Photo/ Kablau Communications
Good morning, my dear readers!
Due to the global nature of freelancing, job interviews in my line of work aren’t always conducted in person; in fact, most are conducted by e-mail, website messaging system or by Skype.
So how do you make sure you make the most out of the video job interview?
1. Test your equipment
I totally agree with Vivian Giang over at Business Insider when she stresses the importance of testing your equipment ahead of time.
I would advise making time perhaps the day before or a few hours before your interview to “phone a friend” and make sure your camera and microphone are in tip-top shape.
2. Brush up on body language
A video interview isn’t any different than a job interview when it comes to personal visibility. Although you’re not in the same room with a person, behave as though you were. Be sure to dress well (I think perhaps business-casual would be appropriate), sit up straight, maintain eye contact (with the camera, not your screen!) and smile!
3. Clean your room!
This goes along with my previous point. Make sure your video interview is in a relatively clear room. I would recommend sitting with a non-descript wall behind you, perhaps a window…a bookshelf would even be nice, provided it’s relatively organized. Plus, it gives you that doctor-or-lawyer-who-really-looks-like-they’re-smart-and-know-what-they’re-doing vibe!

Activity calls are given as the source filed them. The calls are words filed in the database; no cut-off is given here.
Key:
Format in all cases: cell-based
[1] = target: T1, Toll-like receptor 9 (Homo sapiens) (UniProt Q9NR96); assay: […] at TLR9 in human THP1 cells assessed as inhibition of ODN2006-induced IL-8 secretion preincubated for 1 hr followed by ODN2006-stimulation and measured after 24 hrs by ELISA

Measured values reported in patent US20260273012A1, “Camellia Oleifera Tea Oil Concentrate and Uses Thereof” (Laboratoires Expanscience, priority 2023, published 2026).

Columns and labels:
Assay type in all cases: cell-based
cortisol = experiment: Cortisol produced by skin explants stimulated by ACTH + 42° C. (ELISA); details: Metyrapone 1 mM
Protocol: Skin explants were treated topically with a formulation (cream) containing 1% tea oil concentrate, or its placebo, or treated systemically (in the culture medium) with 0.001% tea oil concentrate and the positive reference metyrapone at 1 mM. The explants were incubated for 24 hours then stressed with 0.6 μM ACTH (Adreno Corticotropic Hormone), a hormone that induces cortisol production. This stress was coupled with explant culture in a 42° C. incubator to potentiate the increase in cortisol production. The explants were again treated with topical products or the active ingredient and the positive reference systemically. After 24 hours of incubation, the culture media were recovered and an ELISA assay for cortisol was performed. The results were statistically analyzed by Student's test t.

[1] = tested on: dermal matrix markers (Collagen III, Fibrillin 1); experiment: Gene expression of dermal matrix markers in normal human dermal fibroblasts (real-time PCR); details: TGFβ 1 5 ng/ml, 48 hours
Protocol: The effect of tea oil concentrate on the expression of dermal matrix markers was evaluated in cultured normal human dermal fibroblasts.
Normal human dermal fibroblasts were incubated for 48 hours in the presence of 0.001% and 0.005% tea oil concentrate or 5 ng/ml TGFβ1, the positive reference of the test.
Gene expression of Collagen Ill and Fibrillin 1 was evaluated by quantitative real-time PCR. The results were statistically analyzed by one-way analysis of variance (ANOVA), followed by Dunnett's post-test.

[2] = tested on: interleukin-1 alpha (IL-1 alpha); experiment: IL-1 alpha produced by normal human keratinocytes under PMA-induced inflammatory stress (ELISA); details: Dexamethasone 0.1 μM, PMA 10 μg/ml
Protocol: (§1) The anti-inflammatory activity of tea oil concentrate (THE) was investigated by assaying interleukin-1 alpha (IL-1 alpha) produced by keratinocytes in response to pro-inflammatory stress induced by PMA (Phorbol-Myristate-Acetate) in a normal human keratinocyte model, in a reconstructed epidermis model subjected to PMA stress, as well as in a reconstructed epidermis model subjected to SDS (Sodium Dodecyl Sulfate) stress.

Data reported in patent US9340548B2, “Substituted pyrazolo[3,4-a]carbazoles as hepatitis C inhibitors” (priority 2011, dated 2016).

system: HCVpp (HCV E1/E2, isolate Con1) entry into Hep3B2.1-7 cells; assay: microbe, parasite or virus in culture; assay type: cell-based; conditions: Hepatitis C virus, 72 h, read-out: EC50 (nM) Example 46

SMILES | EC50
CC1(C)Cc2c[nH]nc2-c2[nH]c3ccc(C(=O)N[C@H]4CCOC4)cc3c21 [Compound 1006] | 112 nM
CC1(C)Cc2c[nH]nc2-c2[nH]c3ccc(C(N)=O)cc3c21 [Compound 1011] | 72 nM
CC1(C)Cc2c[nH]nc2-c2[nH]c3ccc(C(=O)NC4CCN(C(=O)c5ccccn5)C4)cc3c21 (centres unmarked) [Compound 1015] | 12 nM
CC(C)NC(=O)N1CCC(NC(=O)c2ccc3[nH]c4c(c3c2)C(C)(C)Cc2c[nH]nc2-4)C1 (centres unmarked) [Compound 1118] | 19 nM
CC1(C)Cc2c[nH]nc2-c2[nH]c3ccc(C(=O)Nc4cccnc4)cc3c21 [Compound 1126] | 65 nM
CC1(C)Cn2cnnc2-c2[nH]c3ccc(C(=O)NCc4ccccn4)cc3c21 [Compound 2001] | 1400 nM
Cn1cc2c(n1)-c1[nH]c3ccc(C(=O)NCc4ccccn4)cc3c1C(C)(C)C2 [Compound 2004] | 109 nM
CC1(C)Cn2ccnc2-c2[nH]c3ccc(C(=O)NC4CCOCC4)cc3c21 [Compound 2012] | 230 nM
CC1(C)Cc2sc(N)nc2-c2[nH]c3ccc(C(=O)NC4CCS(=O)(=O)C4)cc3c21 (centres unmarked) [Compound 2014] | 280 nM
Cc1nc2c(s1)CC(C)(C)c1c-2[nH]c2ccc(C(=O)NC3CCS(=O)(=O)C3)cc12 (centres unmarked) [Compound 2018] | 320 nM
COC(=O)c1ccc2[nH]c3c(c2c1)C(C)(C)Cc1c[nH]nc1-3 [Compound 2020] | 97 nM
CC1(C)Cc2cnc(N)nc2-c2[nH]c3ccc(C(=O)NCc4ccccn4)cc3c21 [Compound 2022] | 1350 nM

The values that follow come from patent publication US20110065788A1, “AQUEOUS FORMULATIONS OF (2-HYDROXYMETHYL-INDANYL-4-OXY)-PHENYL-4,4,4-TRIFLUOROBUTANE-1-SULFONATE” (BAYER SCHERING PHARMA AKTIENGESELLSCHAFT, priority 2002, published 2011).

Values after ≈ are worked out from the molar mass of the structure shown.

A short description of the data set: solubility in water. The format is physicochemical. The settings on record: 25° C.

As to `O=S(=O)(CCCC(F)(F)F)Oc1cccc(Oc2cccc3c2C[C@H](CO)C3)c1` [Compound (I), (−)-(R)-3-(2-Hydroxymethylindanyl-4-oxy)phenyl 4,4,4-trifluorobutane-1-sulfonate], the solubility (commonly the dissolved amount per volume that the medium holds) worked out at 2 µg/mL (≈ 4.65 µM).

4. Seal it up
It’s a good idea to lock your door when it comes time for a job interview. Minimize your interruptions; turn off your phone (or set it to silent), turn off or shut out any white noise you can. Breaking away from the video for whatever reason looks unprofessional and takes needed attention away from a prospective client. And that’s just no bueno.
Forbes Contributor Debbie Swanson makes a good point – use the fact that you’re not in the same room with the interviewer to your advantage! If you can’t remember what questions you’d like to ask, an answer to a particular question or what have you, have a Word document open with some notes! But as a word of caution, I don’t think it’s wise to type notes while on a video conference. If you must take notes during a job interview, what I would do is ask the interview if they would mind if you took notes and write them out the old-fashioned way! Keystrokes are disruptive when the mic is too close to the keyboard, so writing might be the best option.
Do you have any tips for interviewing via video chat? Feel free to leave them in the comments below, and happy working!